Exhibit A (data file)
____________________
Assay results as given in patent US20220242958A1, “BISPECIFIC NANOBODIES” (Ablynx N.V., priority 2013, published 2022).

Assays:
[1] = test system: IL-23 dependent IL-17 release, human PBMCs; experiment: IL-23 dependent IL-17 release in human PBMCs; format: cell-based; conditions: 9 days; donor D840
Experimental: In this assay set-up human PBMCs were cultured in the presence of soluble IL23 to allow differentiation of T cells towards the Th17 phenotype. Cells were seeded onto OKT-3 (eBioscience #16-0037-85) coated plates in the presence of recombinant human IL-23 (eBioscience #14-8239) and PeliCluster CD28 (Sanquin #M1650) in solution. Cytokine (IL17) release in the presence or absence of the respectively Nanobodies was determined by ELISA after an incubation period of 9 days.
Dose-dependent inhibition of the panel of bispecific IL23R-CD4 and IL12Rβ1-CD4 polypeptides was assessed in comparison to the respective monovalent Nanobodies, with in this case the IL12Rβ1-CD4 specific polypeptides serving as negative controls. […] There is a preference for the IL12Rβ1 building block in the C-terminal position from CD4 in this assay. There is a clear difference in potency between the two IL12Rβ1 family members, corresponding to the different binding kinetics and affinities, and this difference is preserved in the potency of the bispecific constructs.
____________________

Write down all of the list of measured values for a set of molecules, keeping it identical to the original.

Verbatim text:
Assay results as given in patent US20220242958A1, “BISPECIFIC NANOBODIES” (Ablynx N.V., priority 2013, published 2022).

Assays:
[1] = test system: IL-23 dependent IL-17 release, human PBMCs; experiment: IL-23 dependent IL-17 release in human PBMCs; format: cell-based; conditions: 9 days; donor D840
Experimental: In this assay set-up human PBMCs were cultured in the presence of soluble IL23 to allow differentiation of T cells towards the Th17 phenotype. Cells were seeded onto OKT-3 (eBioscience #16-0037-85) coated plates in the presence of recombinant human IL-23 (eBioscience #14-8239) and PeliCluster CD28 (Sanquin #M1650) in solution. Cytokine (IL17) release in the presence or absence of the respectively Nanobodies was determined by ELISA after an incubation period of 9 days.
Dose-dependent inhibition of the panel of bispecific IL23R-CD4 and IL12Rβ1-CD4 polypeptides was assessed in comparison to the respective monovalent Nanobodies, with in this case the IL12Rβ1-CD4 specific polypeptides serving as negative controls. […] There is a preference for the IL12Rβ1 building block in the C-terminal position from CD4 in this assay. There is a clear difference in potency between the two IL12Rβ1 family members, corresponding to the different binding kinetics and affinities, and this difference is preserved in the potency of the bispecific constructs.